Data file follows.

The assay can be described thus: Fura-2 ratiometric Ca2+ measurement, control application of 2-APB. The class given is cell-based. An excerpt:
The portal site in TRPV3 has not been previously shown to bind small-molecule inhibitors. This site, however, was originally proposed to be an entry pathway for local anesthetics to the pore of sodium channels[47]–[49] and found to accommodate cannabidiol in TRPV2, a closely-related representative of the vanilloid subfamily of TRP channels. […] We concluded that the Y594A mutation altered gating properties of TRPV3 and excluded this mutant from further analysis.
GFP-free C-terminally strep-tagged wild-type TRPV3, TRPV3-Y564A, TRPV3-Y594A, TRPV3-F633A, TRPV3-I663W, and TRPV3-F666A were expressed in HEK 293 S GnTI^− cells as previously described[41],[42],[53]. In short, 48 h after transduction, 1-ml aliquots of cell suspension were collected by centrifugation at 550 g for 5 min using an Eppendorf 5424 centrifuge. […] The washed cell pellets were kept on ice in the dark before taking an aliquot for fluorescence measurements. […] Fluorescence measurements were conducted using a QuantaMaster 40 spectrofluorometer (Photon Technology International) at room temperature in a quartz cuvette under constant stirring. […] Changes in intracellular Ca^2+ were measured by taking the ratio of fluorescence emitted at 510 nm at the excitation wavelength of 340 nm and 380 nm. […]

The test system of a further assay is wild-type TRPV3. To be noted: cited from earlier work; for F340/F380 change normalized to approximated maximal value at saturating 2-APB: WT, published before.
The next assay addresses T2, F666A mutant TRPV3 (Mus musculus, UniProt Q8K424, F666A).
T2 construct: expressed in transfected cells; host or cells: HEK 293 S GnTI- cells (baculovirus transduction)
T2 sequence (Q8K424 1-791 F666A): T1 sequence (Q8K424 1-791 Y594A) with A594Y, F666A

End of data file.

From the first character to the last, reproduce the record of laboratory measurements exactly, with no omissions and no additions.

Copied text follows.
The assay can be described thus: Fura-2 ratiometric Ca2+ measurement, control application of 2-APB. The class given is cell-based. An excerpt:
The portal site in TRPV3 has not been previously shown to bind small-molecule inhibitors. This site, however, was originally proposed to be an entry pathway for local anesthetics to the pore of sodium channels[47]–[49] and found to accommodate cannabidiol in TRPV2, a closely-related representative of the vanilloid subfamily of TRP channels. […] We concluded that the Y594A mutation altered gating properties of TRPV3 and excluded this mutant from further analysis.
GFP-free C-terminally strep-tagged wild-type TRPV3, TRPV3-Y564A, TRPV3-Y594A, TRPV3-F633A, TRPV3-I663W, and TRPV3-F666A were expressed in HEK 293 S GnTI^− cells as previously described[41],[42],[53]. In short, 48 h after transduction, 1-ml aliquots of cell suspension were collected by centrifugation at 550 g for 5 min using an Eppendorf 5424 centrifuge. […] The washed cell pellets were kept on ice in the dark before taking an aliquot for fluorescence measurements. […] Fluorescence measurements were conducted using a QuantaMaster 40 spectrofluorometer (Photon Technology International) at room temperature in a quartz cuvette under constant stirring. […] Changes in intracellular Ca^2+ were measured by taking the ratio of fluorescence emitted at 510 nm at the excitation wavelength of 340 nm and 380 nm. […]

The test system of a further assay is wild-type TRPV3. To be noted: cited from earlier work; for F340/F380 change normalized to approximated maximal value at saturating 2-APB: WT, published before.
The next assay addresses T2, F666A mutant TRPV3 (Mus musculus, UniProt Q8K424, F666A).
T2 construct: expressed in transfected cells; host or cells: HEK 293 S GnTI- cells (baculovirus transduction)
T2 sequence (Q8K424 1-791 F666A): T1 sequence (Q8K424 1-791 Y594A) with A594Y, F666A